A full charge bookkeeper is a bookkeeper who is exclusively responsible for the accounting of a business. They tend to report directly to the owner and oversee various accounting clerks.
Can a bookkeeper call themselves an accountant?
No, a bookkeeper cannot call themselves an accountant. To become an accountant, there are educational requirements. A bookkeeper does not require any degree or certification. Although, it would be wise to hire a bookkeeper who has taken the initiative to become certified.
Charges of Bookkeeper per hour Online
The amount a bookkeeper should charge per hour depends greatly on their experience and knowledge. If you are new to the profession, you will need to establish yourself before you can charge more for your time, so you might start out charging clients closer to $15 per hour. If you are more experienced and have some certifications, you might charge closer to $25 per hour.
Not only do your experience and knowledge factor in, but so can your location if you are a traditional bookkeeper who deals with local clients. A well-known established bookkeeper in a high cost of living area could charge $50 per hour or more. If you are a bookkeeper who provides services virtually, you most likely will not have to factor in your location as much when deciding what to charge.
If you want to be able to charge your clients more for your services, getting certified is a great idea. Being certified illustrates your dedication and your knowledge in the profession. You can become a certified bookkeeper through the National Association of Certified Public Bookkeepers (NACPB) or the American Institute of Professional Bookkeepers (AIPB), and also earn certifications for specific software like QuickBooks or Xero.
How many hours a week do bookkeepers work?
The number of hours a bookkeeper works depends on the number of clients they have. A small business bookkeeper can spend anywhere from 2-10 hours a week on each client, it varies based on each client’s individual needs.
How many hours does a bookkeeper work?
The number of hours a bookkeeper works depends on a couple of factors. If you’re a bookkeeper who works for a bookkeeping company, you are most likely going to work 40 hours a week. There may be an opportunity for overtime, especially during tax season, but it is a standard 40-hour per week job. If you are a freelance bookkeeper, you can typically choose how many hours each week you want to work. It can be 20 hours a week, 60 hours a week, or whatever you decide. It also depends on how many clients you currently have. If you have 10 clients, you will not have as much work to complete each day compared to if you have 30 current clients, so the hours can vary.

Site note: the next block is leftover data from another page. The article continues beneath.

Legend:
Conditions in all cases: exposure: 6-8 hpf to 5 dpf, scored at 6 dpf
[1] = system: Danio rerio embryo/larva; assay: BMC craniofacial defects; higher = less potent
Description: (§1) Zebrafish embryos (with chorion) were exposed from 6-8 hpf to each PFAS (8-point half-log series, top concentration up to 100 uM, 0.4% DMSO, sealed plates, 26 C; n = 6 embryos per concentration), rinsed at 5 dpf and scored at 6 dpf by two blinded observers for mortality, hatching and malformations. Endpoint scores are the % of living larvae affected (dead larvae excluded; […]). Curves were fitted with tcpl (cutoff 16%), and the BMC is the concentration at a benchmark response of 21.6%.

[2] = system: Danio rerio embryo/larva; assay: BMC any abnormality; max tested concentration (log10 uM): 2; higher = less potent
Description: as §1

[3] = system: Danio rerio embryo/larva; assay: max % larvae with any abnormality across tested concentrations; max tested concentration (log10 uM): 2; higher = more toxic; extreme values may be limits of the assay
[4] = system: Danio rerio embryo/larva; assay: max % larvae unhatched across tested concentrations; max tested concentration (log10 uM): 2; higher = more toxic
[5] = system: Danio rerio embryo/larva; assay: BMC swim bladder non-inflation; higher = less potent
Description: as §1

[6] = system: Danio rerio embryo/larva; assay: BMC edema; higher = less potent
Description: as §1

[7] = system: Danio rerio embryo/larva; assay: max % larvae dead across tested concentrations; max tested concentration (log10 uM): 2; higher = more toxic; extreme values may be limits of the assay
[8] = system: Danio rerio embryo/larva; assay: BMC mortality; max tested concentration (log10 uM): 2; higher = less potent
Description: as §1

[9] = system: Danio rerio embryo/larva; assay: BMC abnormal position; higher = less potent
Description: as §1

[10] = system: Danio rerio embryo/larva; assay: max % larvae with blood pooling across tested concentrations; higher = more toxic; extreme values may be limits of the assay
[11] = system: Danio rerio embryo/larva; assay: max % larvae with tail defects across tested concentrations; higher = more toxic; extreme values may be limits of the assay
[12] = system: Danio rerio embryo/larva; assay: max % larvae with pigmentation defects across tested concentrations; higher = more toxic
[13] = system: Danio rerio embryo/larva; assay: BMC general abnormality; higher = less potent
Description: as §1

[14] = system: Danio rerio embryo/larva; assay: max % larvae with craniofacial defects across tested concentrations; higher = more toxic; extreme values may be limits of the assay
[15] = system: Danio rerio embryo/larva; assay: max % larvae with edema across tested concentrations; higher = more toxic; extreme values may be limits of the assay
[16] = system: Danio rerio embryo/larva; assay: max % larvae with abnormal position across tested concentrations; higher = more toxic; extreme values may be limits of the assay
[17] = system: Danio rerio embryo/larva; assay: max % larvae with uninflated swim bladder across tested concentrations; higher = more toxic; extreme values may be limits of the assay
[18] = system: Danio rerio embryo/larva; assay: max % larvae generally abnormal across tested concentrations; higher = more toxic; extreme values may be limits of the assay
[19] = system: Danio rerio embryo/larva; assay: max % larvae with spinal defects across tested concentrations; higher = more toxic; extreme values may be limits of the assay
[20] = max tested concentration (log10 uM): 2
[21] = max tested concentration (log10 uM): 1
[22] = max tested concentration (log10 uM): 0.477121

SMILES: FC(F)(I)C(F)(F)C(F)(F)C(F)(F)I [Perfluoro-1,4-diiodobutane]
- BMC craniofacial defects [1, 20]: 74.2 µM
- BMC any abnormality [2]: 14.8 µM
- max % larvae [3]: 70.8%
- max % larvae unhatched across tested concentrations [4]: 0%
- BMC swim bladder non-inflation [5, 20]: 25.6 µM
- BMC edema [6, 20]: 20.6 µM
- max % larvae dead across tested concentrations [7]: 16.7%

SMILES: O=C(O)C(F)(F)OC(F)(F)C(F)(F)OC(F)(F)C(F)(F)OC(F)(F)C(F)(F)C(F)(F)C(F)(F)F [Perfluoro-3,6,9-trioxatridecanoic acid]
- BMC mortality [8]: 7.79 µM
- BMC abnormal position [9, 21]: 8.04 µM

Being a bookkeeper means having a strong ability to multitask. You will not usually sit down and work eight hours straight on one specific client’s books. Instead, you will be working on multiple clients’ bookkeeping needs throughout the day. If your clients have a lighter day where they do not have many transactions, you will have less work to do and can either work on a different client’s needs or maybe be done for the day. Freelance bookkeeping tends to be a fairly flexible profession.
How much do outsourced bookkeepers charge?
Although outsourced bookkeepers tend to charge less than in-house bookkeepers, the actual amount can vary. Remember, you are not paying for benefits, nor providing a physical space for an outsourced bookkeeper, so this saves some money. On average, a business can expect to pay anywhere from $250 to $2,500 a month to outsource their bookkeeping needs, depending on the number of transactions and accounts, and the intricacy of the transactions.
What are the daily tasks a bookkeeper does?
Some tasks that can be completed daily by your bookkeeper include recording and organizing the financial transactions from the day, creating journal entries, recording any payments made, and completing any reconciliation that is needed.
What are the weekly tasks a bookkeeper does?
Some tasks can be done every week, these include:
- Running Payroll
- Review Inventory
- Review timesheets
- Categorize transactions
- Create Journal Entries